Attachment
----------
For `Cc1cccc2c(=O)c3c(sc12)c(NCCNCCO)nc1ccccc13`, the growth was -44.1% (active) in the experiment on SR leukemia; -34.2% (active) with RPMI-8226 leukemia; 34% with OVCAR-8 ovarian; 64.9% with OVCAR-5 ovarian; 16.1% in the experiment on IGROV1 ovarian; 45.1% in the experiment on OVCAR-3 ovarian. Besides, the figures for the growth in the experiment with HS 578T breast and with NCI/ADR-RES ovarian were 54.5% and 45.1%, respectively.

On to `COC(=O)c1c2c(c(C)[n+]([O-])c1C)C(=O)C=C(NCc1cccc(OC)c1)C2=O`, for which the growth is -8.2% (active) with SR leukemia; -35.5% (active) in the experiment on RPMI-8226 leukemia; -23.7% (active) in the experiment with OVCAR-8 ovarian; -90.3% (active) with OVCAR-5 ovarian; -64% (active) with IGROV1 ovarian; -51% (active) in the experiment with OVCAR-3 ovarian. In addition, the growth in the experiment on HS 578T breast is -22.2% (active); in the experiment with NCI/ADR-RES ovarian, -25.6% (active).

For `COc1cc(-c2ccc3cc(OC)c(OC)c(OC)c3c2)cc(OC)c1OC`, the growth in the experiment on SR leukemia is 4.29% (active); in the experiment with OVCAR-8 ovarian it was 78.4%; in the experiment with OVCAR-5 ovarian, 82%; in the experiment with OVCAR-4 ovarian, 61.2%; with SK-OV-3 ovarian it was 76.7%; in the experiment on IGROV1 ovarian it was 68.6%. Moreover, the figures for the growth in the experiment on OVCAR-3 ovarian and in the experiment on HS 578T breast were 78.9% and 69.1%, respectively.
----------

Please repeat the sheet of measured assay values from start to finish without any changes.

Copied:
For `Cc1cccc2c(=O)c3c(sc12)c(NCCNCCO)nc1ccccc13`, the growth was -44.1% (active) in the experiment on SR leukemia; -34.2% (active) with RPMI-8226 leukemia; 34% with OVCAR-8 ovarian; 64.9% with OVCAR-5 ovarian; 16.1% in the experiment on IGROV1 ovarian; 45.1% in the experiment on OVCAR-3 ovarian. Besides, the figures for the growth in the experiment with HS 578T breast and with NCI/ADR-RES ovarian were 54.5% and 45.1%, respectively.

On to `COC(=O)c1c2c(c(C)[n+]([O-])c1C)C(=O)C=C(NCc1cccc(OC)c1)C2=O`, for which the growth is -8.2% (active) with SR leukemia; -35.5% (active) in the experiment on RPMI-8226 leukemia; -23.7% (active) in the experiment with OVCAR-8 ovarian; -90.3% (active) with OVCAR-5 ovarian; -64% (active) with IGROV1 ovarian; -51% (active) in the experiment with OVCAR-3 ovarian. In addition, the growth in the experiment on HS 578T breast is -22.2% (active); in the experiment with NCI/ADR-RES ovarian, -25.6% (active).

For `COc1cc(-c2ccc3cc(OC)c(OC)c(OC)c3c2)cc(OC)c1OC`, the growth in the experiment on SR leukemia is 4.29% (active); in the experiment with OVCAR-8 ovarian it was 78.4%; in the experiment with OVCAR-5 ovarian, 82%; in the experiment with OVCAR-4 ovarian, 61.2%; with SK-OV-3 ovarian it was 76.7%; in the experiment on IGROV1 ovarian it was 68.6%. Moreover, the figures for the growth in the experiment on OVCAR-3 ovarian and in the experiment on HS 578T breast were 78.9% and 69.1%, respectively.